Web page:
LISA Review – Endless Sacrifice

I gave up my left arm to keep a party member alive, permanently losing the ability to use half of my attacks. That same party member, along with three others, ended up losing his life in a game of Russian Roulette I was forced into playing a few hours later. Permanently. They weren’t knocked out, they weren’t temporarily disabled; they were dead. The silly appearance and dark sense of humor of Dingaling Games’ LISA gives the impression that this will be a light journey filled with laughs and fun. The humor will make you laugh, but only insofar as it takes your mind off of LISA‘s dark world of sadness, depression, and most of all, pain. It’s beautiful in its unflinching look at a bleak future without women or hope, but only if you’re willing to make the sacrifices needed to reach the end.

With women having died out in some unknown catastrophe, it’s especially unusual that main character Brad stumbles across a baby one day, let alone a baby girl. Despite his best attempts to raise her in secret, she’s discovered by a gang and then taken away, setting the player on their journey through this bizarre world. Crossing vast 2D deserts, plains, swamps, and cities carved out of ruined buildings and caves, it will take Brad some time to find the missing girl. Navigating the twisting paths takes a good sense of direction and a better map, as the game’s many caves and paths weave out in all directions. There’s no in-game map, so you’re going to want to dig out pen and paper and make your own.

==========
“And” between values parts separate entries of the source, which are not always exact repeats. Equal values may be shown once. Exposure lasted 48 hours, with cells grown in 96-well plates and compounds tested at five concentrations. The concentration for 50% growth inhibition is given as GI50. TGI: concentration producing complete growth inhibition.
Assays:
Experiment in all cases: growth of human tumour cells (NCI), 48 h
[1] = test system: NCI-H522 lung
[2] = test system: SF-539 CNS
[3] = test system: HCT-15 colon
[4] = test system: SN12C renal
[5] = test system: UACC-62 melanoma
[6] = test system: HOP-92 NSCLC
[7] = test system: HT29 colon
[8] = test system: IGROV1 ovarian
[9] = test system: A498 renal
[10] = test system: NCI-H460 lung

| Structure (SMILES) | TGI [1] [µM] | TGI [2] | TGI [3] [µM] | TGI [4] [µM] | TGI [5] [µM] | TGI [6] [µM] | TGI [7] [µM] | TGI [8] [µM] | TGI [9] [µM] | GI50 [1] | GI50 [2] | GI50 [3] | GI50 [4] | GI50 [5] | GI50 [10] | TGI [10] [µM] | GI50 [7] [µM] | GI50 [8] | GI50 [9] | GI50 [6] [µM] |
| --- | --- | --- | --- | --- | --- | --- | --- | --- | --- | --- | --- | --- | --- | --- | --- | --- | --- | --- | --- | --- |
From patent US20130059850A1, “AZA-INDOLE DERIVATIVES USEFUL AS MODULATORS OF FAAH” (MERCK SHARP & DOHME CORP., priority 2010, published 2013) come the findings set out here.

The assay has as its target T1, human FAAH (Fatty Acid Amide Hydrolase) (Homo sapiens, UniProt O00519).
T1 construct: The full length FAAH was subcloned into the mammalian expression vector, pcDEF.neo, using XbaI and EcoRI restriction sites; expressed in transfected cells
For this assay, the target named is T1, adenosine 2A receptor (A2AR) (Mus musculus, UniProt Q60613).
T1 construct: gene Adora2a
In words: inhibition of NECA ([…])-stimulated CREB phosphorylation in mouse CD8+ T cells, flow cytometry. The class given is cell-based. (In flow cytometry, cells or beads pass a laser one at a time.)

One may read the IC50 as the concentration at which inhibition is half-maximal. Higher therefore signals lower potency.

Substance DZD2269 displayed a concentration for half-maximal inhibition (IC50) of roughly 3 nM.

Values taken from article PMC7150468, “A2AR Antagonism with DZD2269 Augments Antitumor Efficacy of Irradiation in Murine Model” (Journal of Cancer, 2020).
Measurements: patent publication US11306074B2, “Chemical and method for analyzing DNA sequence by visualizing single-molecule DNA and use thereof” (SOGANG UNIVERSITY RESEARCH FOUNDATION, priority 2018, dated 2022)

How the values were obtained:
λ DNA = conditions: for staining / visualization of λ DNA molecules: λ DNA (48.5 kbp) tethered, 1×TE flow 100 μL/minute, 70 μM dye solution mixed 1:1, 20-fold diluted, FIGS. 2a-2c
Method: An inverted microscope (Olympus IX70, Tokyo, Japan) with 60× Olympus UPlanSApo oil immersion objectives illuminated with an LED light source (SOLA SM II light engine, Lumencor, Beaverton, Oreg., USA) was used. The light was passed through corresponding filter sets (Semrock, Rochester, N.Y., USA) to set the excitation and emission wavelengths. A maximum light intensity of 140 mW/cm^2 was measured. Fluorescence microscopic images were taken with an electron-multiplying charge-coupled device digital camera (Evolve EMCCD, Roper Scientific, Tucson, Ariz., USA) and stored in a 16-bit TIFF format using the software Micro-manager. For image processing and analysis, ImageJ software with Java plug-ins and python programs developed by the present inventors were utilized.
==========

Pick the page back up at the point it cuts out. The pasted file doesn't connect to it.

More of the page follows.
Death soon becomes an expectation while walking these dusty roads. The combat looks to be pretty standard turn-based RPG fare, but it stands out with its sheer brutality. Not in the visuals, but just in the fact that damage levels are huge. Most enemies deal a whole lot of damage, and healing spells and items are few and far between. That’s just regular enemies, too, whereas bosses and mutants typically can do so much damage it may as well be instant death. You may remember how old RPGs used to show players where not to go just based on enemy strength. If you were getting clobbered, you probably weren’t supposed to be where you were yet. In LISA, not only are you in the right place, but you’re supposed to win. Exactly how you do that is up to you.